Breaking Bread, Breaking Barriers
Creator of ‘No Hate Zone’ faced discrimination in youth
Danny Peterson | 1/16/2019, 6 a.m.
Sam Sachs has been battling racism his entire life.
By promoting equity and diversity through his work as a former Army veteran, football player, law enforcement officer, and later as Human Rights Commissioner for the City of Portland, he’s made a name for himself. He’s spearheaded an effort for local and state governments in Oregon to adopt variations of an equitable hiring standard, for example, known as The Rooney Rule, in which at least one ethnic minority must be interviewed for leadership roles.
Sachs, who has a bachelor’s degree in Black Studies from Portland State University, was an intern for former state Sen. Avel Gordly, the first African-American woman to be elected to the Oregon State Senate, during her last term in the late 2000s. He’s also helped in the effort to eliminate Native American Mascots in all Oregon K-12 schools.
Monthly dinners with members of law enforcement and people of color, aimed at improving community relations, was also initiated by Sachs and Noho Marchesi, Sach’s friend and owner of Noho’s Hawaiian Café at 4627 N.E. Fremont St. Marchesi provides the space and meals free of charge for the dinners. The restaurant dons Sachs’ No Hate Zone decal in its window, a signifier that the restaurant is a safe space for those escaping violence and discrimination from white supremacists and other hate groups.
Having grown up as a Jewish kid in a predominately white Christian community at South Albany High School, Sachs said he received his fair share of racial epithets from other kids, who used the Star of David around Sachs’ neck as a target for hate and discrimination in the 1980s. At the time, the school’s mascot was the Rebels and its logo was the Confederate flag.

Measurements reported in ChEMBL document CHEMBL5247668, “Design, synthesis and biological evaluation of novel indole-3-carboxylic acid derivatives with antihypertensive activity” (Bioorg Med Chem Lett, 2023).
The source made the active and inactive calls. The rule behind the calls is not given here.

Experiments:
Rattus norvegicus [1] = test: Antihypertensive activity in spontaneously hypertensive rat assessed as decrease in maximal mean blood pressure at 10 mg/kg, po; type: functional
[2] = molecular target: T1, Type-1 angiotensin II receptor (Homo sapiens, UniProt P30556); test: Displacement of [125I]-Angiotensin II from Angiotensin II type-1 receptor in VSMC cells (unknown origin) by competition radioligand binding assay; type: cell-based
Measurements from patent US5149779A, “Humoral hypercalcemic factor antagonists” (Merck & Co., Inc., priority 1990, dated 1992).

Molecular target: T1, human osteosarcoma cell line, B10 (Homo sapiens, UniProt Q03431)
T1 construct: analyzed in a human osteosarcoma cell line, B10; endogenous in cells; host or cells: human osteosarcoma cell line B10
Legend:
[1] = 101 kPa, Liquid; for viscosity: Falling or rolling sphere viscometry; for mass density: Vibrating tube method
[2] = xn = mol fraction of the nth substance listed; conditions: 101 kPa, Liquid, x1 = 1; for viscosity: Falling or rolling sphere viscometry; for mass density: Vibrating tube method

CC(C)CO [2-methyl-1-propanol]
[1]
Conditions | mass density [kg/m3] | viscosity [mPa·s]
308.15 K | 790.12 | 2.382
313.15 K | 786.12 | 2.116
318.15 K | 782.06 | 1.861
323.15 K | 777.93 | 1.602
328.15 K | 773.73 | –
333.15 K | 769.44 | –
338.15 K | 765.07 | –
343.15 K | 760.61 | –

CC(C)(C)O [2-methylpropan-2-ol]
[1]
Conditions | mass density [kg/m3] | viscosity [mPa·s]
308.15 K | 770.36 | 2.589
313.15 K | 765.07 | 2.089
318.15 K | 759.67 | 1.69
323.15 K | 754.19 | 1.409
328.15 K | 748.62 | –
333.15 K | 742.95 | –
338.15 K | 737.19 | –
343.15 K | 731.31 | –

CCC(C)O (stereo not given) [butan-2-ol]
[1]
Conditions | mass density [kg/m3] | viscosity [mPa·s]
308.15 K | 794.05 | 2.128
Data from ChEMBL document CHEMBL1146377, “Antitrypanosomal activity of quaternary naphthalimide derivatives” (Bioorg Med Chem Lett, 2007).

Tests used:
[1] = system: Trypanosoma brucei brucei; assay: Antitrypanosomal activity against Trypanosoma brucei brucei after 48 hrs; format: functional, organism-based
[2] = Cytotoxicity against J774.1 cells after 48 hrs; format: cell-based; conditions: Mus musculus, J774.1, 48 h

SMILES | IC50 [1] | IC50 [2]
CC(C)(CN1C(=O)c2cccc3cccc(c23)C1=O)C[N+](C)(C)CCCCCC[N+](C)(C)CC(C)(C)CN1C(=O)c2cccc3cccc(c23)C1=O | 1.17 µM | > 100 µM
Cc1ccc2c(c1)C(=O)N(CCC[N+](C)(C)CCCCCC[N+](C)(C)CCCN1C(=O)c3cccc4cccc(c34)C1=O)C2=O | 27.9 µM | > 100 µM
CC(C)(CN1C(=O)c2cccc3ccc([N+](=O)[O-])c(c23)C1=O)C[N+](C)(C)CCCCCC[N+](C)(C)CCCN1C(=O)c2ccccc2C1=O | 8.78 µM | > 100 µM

“I would be harassed. And people would call me ‘k-ke’ or ‘h-be’ or a ‘f---ing Jew,’” Sachs, 50, told the Portland Observer.
But being a well-built and skilled football player at the school meant when others picked a fight with Sachs, he fought back and usually won, he said.
“I make no bones about it, I was a tough guy. And I would beat people up. And I got pretty good at it through junior high/high school, the Army, college, probably until I was 26. I would use violence to respond to racism or anti-Semitism,” Sachs explained.
He clarified that the fights were always “mutual combat” and never seriously injured anyone or sent them to the hospital.
One night while he was attending and playing football at Western Oregon University in Monmouth, Sachs brawled in what would become a life-changing altercation. Everyone was yelling something during the fight, Sachs said, but he couldn’t understand what they were saying.
After the fight, a buddy explained that the people were chanting a rather unflattering nickname, “psycho.” “You’re a psycho when you fight,” the friend told him. Something changed in Sachs when he heard that.
“From that day on, I promised myself I would never use violence ever again. And I would never respond. It was an eye opener, it was an ‘aha’ moment, because I was like, ‘they think I’m crazy,’” Sachs recalled.